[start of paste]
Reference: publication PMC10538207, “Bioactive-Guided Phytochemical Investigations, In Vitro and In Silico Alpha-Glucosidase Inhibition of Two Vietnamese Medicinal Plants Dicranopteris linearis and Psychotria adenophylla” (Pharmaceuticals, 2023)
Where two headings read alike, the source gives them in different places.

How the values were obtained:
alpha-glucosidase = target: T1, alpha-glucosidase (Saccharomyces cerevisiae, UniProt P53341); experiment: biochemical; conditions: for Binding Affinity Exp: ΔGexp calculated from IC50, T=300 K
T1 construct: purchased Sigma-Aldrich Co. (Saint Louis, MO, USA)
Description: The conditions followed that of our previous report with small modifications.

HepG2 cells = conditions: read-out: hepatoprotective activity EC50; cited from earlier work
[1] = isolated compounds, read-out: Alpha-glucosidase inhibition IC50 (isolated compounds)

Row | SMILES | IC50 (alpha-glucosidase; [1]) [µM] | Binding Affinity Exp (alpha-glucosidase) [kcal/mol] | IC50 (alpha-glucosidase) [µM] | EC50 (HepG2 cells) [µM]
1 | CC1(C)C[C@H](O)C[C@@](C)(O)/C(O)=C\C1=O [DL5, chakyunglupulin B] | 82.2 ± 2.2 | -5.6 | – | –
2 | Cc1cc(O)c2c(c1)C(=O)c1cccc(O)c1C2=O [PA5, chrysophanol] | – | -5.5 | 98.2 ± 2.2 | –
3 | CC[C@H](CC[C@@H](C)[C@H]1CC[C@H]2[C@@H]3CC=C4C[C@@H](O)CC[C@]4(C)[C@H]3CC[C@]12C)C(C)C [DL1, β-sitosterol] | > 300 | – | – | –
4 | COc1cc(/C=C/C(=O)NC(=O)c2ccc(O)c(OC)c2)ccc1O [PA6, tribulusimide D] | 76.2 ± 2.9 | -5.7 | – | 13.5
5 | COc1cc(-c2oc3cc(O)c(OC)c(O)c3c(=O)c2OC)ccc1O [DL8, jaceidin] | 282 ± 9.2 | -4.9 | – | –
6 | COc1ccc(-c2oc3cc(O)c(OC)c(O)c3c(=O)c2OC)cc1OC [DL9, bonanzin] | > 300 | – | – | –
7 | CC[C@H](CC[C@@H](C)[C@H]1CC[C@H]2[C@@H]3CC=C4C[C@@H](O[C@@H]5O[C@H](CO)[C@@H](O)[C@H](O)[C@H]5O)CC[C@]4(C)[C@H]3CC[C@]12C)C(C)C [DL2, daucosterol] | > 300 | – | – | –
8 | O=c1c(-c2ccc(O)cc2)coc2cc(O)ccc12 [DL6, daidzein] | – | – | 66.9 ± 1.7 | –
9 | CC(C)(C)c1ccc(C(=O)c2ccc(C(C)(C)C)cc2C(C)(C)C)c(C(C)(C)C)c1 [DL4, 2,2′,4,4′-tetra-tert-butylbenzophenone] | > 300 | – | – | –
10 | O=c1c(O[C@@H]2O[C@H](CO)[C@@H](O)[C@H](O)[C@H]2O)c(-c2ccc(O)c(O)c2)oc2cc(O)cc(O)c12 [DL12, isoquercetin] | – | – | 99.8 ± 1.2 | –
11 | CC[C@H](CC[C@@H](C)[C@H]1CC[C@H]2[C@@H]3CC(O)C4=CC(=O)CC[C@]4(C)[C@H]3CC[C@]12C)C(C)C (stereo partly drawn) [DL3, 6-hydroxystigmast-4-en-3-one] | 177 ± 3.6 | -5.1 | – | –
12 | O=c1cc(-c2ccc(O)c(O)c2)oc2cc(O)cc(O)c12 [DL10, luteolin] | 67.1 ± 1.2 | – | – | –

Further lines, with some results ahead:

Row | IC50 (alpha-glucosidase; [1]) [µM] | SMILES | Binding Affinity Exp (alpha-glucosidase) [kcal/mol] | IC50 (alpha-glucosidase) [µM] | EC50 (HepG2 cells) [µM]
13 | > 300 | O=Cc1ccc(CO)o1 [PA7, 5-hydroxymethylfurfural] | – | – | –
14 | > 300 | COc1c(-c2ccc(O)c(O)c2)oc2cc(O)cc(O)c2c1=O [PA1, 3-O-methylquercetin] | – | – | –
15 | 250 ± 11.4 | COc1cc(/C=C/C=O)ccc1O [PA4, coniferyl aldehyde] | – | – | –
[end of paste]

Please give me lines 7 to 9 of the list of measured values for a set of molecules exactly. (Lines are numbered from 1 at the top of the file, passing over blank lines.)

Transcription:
HepG2 cells = conditions: read-out: hepatoprotective activity EC50; cited from earlier work
[1] = isolated compounds, read-out: Alpha-glucosidase inhibition IC50 (isolated compounds)

Row | SMILES | IC50 (alpha-glucosidase; [1]) [µM] | Binding Affinity Exp (alpha-glucosidase) [kcal/mol] | IC50 (alpha-glucosidase) [µM] | EC50 (HepG2 cells) [µM]